Sam Gilliam: New Work on Paper at FLAG Art Foundation

Installation view of Sam Gilliam: New Works on Paper at The FLAG Art Foundation, 2019. Photography by Steven Probert.

Sam Gilliam: New Work on Paper

FLAG Art Foundation

June 6 - August 16, 2019

By ANNA SCOLA, August 2019

You walk into an empty apartment, the couch pillows are of quilted fabric - there is a thin layer of dust settling on the tops of the photo frames. The space is quiet until you notice the seconds ticking on the clock and single droplets falling into the kitchen sink, keeping perfect time. You walk towards it and there’s a creaking with each step on the floorboards. Somewhere outside, the traffic starts up. What was once silence is but an illusion to the ambience or noises that begin to sound more like life’s natural melody. 

This is the initial sensation of entering the space of Sam Gilliam’s show at the FLAG Art Foundation. Gilliam is an abstract painter who emerged as part of the third wave of the Color Field movement in the late 1960s and Gilliam was an African-American artist based in Washington D.C. at the height of the Civil Rights Movement.

Installation view of Sam Gilliam: New Works on Paper at The FLAG Art Foundation, 2019. Photography by Steven Probert.

The show is a selection of twelve new works by the artist presenting his signature technique of spilling ink over folded and crumpled paper that is then left loosely hanging. These pieces are uniformly framed, hung along the wall, but each encapsulates its own spontaneous rhythm and energy through color and pattern. Within the hard-angled shape of the frame, the colors float and leak and bubble, so what is supposed to be linear, actually happens all at once washing over you.

The lines, which are the traces of the folds made by the artist, are vertical, as is the paper itself, but the spills of color pull at those seams in the other direction. The ink that flows through the surface plain defies gravity. It falls parallel to the ground, rather than submitting to its weight, giving the impression that it is growing, transforming, mutating.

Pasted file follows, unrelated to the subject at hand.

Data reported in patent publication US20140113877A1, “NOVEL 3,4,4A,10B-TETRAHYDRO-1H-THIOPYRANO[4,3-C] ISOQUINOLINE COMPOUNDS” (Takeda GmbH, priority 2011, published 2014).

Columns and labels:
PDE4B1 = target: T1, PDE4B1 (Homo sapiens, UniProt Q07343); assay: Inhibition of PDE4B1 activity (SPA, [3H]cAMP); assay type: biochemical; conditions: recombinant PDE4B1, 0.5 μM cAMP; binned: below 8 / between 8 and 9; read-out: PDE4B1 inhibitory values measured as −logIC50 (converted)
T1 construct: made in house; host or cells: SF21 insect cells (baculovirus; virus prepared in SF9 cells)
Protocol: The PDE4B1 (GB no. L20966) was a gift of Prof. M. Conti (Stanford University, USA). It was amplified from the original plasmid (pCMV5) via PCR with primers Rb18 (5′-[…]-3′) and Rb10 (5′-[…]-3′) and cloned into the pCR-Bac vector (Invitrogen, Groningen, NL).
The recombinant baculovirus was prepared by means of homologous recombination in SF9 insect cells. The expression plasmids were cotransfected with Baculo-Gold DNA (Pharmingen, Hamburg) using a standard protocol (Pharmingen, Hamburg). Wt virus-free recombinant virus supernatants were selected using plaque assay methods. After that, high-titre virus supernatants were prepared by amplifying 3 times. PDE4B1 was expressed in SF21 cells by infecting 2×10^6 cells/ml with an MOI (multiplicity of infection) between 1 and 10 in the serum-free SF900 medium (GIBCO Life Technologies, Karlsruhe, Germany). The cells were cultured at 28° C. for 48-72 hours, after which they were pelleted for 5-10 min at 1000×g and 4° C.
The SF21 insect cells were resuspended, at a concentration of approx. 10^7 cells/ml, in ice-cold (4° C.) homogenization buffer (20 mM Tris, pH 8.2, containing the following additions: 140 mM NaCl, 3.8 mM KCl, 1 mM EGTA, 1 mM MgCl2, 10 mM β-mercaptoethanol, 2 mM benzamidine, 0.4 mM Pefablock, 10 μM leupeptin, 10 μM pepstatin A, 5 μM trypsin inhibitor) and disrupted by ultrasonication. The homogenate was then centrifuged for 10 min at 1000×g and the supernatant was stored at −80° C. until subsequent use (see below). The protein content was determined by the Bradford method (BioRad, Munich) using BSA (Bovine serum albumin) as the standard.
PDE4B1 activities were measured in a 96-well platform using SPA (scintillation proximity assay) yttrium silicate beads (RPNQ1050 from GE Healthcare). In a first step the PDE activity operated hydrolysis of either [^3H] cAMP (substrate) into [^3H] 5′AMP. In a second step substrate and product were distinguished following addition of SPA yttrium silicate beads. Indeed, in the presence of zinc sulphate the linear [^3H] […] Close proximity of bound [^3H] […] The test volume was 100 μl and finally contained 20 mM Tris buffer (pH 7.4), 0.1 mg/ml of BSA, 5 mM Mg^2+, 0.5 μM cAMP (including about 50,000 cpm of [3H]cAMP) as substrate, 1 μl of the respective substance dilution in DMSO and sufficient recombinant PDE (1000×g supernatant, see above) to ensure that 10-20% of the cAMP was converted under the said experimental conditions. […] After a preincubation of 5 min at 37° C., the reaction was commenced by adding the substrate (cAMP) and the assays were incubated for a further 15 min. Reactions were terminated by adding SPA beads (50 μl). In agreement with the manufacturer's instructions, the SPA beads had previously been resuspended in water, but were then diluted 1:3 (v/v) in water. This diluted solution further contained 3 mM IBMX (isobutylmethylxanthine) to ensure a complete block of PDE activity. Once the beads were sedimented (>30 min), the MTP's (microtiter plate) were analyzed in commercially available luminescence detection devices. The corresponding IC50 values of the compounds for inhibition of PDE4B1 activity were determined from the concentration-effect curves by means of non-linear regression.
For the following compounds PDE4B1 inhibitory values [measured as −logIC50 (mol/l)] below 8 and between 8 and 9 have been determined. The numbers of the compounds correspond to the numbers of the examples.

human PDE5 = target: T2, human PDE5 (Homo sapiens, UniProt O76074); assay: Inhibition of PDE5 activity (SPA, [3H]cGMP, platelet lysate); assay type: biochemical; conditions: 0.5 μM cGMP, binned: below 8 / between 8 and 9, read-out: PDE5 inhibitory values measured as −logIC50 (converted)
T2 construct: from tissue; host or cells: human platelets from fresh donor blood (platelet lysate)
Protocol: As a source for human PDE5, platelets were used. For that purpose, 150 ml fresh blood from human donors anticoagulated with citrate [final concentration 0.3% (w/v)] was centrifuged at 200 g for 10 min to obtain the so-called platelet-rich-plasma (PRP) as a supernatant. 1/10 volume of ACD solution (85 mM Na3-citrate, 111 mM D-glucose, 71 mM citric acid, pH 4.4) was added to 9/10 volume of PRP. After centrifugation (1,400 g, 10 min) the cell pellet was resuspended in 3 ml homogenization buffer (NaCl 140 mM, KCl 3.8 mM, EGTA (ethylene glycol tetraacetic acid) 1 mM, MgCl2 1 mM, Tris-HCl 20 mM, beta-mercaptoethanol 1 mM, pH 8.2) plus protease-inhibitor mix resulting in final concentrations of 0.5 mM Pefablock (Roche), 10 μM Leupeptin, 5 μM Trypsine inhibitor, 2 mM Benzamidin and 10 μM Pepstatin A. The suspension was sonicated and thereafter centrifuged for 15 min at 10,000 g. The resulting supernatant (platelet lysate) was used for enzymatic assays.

Color is limitless, often our responses to color is subjective - it is solely and preciously our own. Color fields that Gilliam presents to us are liberated, they have been channeled to us from the artist - but as they reach us now. The painting is no longer his; it is given to the viewers’ experience. Subsequently, the single work is the bank of collective memories from all that have witnessed it. It is an intimate moment and, at the same, time shared, detached from everything and intertwined with everyone. 

Installation view of Sam Gilliam: New Works on Paper at The FLAG Art Foundation, 2019. Photography by Steven Probert.

Upon taking a seat at the center of the room, your meditation allows you to hear another type of sound, music—particularly, jazz. Sam Gilliam’s color field practice is jazz if jazz was to leave behind its only submission - the progression of time. Beyond the skeletal structure that holds the piece, it is the improvised layers of color that give the texture to make the piece what it is. And, with each iteration—something new.

You cannot force yourself to understand Gilliam's work, you must allow yourself to feel it instead. The synthetic purples and greens raise the pitch and the the earthy colors, rusted browns and oranges, bring the sound a muted tone. It is the combination of the two dancing together that is a strange psychedelic calm. Like the grounding vibrations of a bass complementing the vivacity of tenor sax, the paintings create a stirring within you that suspends all inhibition. 

The abstract works of Sam Gilliam are not sublime in the way that they are incomprehensible. They do not intimidate or make you feel less human. Instead, they are beautiful because they are simple and in this way, the ordinary is generous and inclusive. You can sit amidst these paper works and feel like you are exactly as you must be, the crests and the troughs are necessary to your world and justifiably yours. Like jazz, which makes you feel everything at once, Gilliam’s pieces make you feel perfectly and rightly human. WM


Anna Scola

Anna Scola is an American and Russian artist, writer and curator based in Singapore and New York. As a practicing artist, Anna uses performance and installation to explore issues of identity and insecurity that arise from personal and socio-political relations to contemporary migration. As a curator, she has conceptualized and managed a number of exhibitions that create unique conditions for the artists and explore the potential of a gallery space.


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